Academic journal article Management International Review

How Do MNC R&D Laboratory Roles Affect Employee International Assignments?

Academic journal article Management International Review

How Do MNC R&D Laboratory Roles Affect Employee International Assignments?

Article excerpt

Abstract Research and development (R&D) employees are important human resources for multinational corporations (MNCs) as they are the driving force behind the advancement of innovative ideas and products. International assignments of these employees can be a unique way to upgrade their expertise; allowing them to effectively recombine their unique human resources to progress existing knowledge and advance new ones. This study aims to investigate the effect of the roles of R&D laboratories in which these employees work on the international assignments they undertake. We categorise R&D laboratory roles into those of the support laboratory, the locally integrated laboratory and the internationally interdependent laboratory. Based on the theory of resource recombinations, we hypothesise that R&D employees in support laboratories are not likely to assume international assignments, whereas those in locally integrated and internationally interdependent laboratories are likely to assume international assignments. The empirical evidence, which draws from research conducted on 559 professionals in 66 MNC subsidiaries based in Greece, provides support to our hypotheses. The resource recombinations theory that extends the resource based view can effectively illuminate the international assignment field. Also, research may provide more emphasis on the close work context of R&D scientists rather than analyse their demographic characteristics, the latter being the focus of scholarly practice hitherto.

Keywords International assignments * Roles of R&D laboratories * R&D employees * Resource recombinations * Multinational corporations

1 Introduction

This article examines how Research and Development (R&D) laboratories of multinational corporation (MNC) subsidiaries influence international assignments that employees working in these laboratories undertake. The emphasis on R&D scientists and engineers is topical as these persons are the main agents in the discovery and improvement of novel forms of technological progression in the 'centres of excellence' of the modern MNC. In MNCs such as Siemens, R&D laboratories stand out as a 'key success factor for the company' since their scientists and engineers develop innovations that constantly shape the cornerstones of accomplishments of the firm, according to its Head of Global Innovation Communication (Akalin 2009). It appears that R&D employees are valuable to MNCs since their tacit knowledge is actively engaged in innovation and provides the basis for generating value to firms (Kyriakidou 2011; Donnelly 2008).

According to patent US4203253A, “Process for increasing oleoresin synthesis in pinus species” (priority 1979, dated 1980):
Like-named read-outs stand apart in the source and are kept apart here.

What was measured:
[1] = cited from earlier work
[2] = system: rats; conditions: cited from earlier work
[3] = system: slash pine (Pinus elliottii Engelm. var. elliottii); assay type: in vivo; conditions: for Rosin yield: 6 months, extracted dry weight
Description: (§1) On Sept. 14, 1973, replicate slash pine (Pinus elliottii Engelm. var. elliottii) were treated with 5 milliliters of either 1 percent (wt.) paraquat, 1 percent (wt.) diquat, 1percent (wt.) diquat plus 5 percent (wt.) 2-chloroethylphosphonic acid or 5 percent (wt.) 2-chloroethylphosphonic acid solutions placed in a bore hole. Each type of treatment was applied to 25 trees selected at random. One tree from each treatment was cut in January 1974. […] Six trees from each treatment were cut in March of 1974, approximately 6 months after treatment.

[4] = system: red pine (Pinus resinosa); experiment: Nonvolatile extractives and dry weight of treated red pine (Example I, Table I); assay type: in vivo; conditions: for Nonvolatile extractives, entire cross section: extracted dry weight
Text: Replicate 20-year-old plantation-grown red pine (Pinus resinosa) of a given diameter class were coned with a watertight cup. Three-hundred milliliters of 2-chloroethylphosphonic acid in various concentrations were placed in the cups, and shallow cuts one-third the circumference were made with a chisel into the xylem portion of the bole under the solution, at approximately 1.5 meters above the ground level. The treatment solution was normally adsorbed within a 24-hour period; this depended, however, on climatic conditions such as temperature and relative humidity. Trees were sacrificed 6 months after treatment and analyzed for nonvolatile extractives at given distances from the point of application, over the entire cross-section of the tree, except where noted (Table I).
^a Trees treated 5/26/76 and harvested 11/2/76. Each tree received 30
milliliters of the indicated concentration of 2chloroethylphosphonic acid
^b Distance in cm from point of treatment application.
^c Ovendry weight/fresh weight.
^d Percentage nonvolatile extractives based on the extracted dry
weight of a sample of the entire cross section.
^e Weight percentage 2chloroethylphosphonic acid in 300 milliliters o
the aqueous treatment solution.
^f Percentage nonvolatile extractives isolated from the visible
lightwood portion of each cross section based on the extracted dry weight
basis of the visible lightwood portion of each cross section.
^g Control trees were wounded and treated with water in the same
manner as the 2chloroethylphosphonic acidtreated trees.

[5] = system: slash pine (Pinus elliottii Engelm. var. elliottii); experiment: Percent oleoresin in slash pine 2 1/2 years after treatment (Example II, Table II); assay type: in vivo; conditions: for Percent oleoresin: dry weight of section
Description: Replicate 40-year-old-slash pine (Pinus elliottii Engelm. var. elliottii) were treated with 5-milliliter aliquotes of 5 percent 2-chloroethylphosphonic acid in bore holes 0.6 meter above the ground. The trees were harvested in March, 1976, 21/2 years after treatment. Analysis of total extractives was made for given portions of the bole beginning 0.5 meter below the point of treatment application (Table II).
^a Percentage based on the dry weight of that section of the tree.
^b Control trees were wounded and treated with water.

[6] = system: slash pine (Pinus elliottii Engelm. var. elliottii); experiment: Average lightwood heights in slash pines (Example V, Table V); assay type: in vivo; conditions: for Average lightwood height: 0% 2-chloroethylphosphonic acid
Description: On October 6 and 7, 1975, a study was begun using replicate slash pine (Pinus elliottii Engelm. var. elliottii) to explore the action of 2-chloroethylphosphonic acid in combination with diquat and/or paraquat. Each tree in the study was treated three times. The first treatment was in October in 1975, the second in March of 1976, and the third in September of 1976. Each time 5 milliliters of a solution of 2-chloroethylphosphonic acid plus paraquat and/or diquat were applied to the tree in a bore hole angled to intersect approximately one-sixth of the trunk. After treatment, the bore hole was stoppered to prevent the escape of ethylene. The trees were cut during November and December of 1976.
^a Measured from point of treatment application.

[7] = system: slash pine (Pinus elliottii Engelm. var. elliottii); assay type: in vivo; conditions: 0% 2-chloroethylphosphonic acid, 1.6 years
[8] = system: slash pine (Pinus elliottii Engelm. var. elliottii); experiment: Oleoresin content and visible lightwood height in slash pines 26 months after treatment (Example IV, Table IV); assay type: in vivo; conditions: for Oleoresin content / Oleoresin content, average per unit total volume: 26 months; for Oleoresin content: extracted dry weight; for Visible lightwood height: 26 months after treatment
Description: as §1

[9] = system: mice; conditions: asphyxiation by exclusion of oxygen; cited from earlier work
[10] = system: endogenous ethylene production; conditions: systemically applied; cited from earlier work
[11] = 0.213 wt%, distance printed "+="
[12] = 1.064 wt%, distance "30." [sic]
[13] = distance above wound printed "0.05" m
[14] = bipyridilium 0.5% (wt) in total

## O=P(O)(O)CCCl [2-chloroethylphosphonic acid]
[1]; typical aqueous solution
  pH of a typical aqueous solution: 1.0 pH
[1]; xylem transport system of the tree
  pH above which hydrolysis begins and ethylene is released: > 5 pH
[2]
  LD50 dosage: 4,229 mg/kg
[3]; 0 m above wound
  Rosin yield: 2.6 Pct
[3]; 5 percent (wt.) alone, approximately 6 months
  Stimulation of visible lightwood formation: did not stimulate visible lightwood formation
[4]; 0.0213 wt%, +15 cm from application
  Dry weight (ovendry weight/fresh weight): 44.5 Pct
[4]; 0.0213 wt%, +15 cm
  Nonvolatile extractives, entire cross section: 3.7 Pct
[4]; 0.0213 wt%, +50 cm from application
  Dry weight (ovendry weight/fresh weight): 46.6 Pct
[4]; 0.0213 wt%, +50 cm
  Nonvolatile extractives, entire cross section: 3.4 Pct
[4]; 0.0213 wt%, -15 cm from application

This tacit knowledge represents an idiosyncratic resource that the MNC subsidiary possesses to achieve its objectives. Closely allied to the resource based view, the theory of resource recombinations posits that the way the firm recombines and reconfigures its existing resources, especially those that bring innovation, can provide value creation (Galunic and Rodan 1998). Birkinshaw and Pedersen (2009) support the view that the examination of subsidiary level resources for MNC affiliates to gain competitive advantage should be accompanied by appropriate resource recombinations. In a similar vein, the relationships between effective intrafirm learning, global sources of competitive advantage and enhanced performance are contingent upon the MNC's ability to coordinate and imperfectly mobilise heterogeneous human resources within the entire MNC system (Caligiuri and Colakoglu 2007). International assignments provide these employees opportunities for training and development because they may offer them prospects to lead projects and offer chances to join fast-track technology programmes. It follows that international assignments offer major opportunities to MNC R&D subsidiary employees to refine, hone and recombine their knowledge. In the current study, we focus on short-term international assignments (lasting up to 12 months) as they are considered particularly useful when MNC knowledge-specific skills need to be transferred as rapidly as possible. …

Search by... Author
Show... All Results Primary Sources Peer-reviewed

Oops!

An unknown error has occurred. Please click the button below to reload the page. If the problem persists, please try again in a little while.